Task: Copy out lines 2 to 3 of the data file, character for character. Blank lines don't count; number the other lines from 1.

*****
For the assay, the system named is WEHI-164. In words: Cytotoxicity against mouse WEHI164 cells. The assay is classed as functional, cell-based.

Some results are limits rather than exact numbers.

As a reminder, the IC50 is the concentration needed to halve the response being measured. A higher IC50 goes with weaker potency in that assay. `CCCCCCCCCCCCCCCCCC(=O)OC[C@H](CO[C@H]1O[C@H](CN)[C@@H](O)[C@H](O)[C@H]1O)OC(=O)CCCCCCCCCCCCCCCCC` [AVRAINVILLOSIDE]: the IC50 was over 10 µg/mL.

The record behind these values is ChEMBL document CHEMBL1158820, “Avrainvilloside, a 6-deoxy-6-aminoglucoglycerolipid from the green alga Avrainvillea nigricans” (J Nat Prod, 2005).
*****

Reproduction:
Some results are limits rather than exact numbers.

As a reminder, the IC50 is the concentration needed to halve the response being measured. A higher IC50 goes with weaker potency in that assay. `CCCCCCCCCCCCCCCCCC(=O)OC[C@H](CO[C@H]1O[C@H](CN)[C@@H](O)[C@H](O)[C@H]1O)OC(=O)CCCCCCCCCCCCCCCCC` [AVRAINVILLOSIDE]: the IC50 was over 10 µg/mL.